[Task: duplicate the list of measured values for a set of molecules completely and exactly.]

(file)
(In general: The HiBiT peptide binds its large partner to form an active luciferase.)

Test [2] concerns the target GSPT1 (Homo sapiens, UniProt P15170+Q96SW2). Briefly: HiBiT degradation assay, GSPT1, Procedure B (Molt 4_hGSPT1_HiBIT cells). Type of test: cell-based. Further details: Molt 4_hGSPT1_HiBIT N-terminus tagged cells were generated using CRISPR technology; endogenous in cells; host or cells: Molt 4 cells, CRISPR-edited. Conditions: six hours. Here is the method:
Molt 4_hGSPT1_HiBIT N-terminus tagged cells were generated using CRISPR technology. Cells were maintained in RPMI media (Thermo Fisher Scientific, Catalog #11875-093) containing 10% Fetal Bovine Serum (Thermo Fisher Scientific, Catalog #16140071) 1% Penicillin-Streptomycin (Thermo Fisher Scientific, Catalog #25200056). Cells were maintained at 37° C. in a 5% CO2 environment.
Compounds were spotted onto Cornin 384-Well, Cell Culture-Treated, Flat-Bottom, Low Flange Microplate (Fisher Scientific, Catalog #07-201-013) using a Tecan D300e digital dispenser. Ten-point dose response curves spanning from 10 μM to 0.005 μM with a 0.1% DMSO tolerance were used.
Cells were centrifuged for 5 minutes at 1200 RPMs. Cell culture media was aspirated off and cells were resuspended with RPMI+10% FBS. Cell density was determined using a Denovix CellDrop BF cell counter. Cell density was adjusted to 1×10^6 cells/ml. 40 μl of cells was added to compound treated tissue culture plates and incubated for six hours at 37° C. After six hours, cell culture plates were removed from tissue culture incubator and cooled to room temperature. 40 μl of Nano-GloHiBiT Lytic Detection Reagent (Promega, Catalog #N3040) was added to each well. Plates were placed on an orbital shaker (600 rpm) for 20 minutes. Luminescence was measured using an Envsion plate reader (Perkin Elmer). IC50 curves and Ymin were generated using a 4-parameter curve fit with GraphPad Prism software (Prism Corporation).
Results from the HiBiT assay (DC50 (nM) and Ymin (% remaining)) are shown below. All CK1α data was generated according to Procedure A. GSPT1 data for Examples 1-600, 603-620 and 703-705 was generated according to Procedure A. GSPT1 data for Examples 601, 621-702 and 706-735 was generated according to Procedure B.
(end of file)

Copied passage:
(In general: The HiBiT peptide binds its large partner to form an active luciferase.)

Test [2] concerns the target GSPT1 (Homo sapiens, UniProt P15170+Q96SW2). Briefly: HiBiT degradation assay, GSPT1, Procedure B (Molt 4_hGSPT1_HiBIT cells). Type of test: cell-based. Further details: Molt 4_hGSPT1_HiBIT N-terminus tagged cells were generated using CRISPR technology; endogenous in cells; host or cells: Molt 4 cells, CRISPR-edited. Conditions: six hours. Here is the method:
Molt 4_hGSPT1_HiBIT N-terminus tagged cells were generated using CRISPR technology. Cells were maintained in RPMI media (Thermo Fisher Scientific, Catalog #11875-093) containing 10% Fetal Bovine Serum (Thermo Fisher Scientific, Catalog #16140071) 1% Penicillin-Streptomycin (Thermo Fisher Scientific, Catalog #25200056). Cells were maintained at 37° C. in a 5% CO2 environment.
Compounds were spotted onto Cornin 384-Well, Cell Culture-Treated, Flat-Bottom, Low Flange Microplate (Fisher Scientific, Catalog #07-201-013) using a Tecan D300e digital dispenser. Ten-point dose response curves spanning from 10 μM to 0.005 μM with a 0.1% DMSO tolerance were used.
Cells were centrifuged for 5 minutes at 1200 RPMs. Cell culture media was aspirated off and cells were resuspended with RPMI+10% FBS. Cell density was determined using a Denovix CellDrop BF cell counter. Cell density was adjusted to 1×10^6 cells/ml. 40 μl of cells was added to compound treated tissue culture plates and incubated for six hours at 37° C. After six hours, cell culture plates were removed from tissue culture incubator and cooled to room temperature. 40 μl of Nano-GloHiBiT Lytic Detection Reagent (Promega, Catalog #N3040) was added to each well. Plates were placed on an orbital shaker (600 rpm) for 20 minutes. Luminescence was measured using an Envsion plate reader (Perkin Elmer). IC50 curves and Ymin were generated using a 4-parameter curve fit with GraphPad Prism software (Prism Corporation).
Results from the HiBiT assay (DC50 (nM) and Ymin (% remaining)) are shown below. All CK1α data was generated according to Procedure A. GSPT1 data for Examples 1-600, 603-620 and 703-705 was generated according to Procedure A. GSPT1 data for Examples 601, 621-702 and 706-735 was generated according to Procedure B.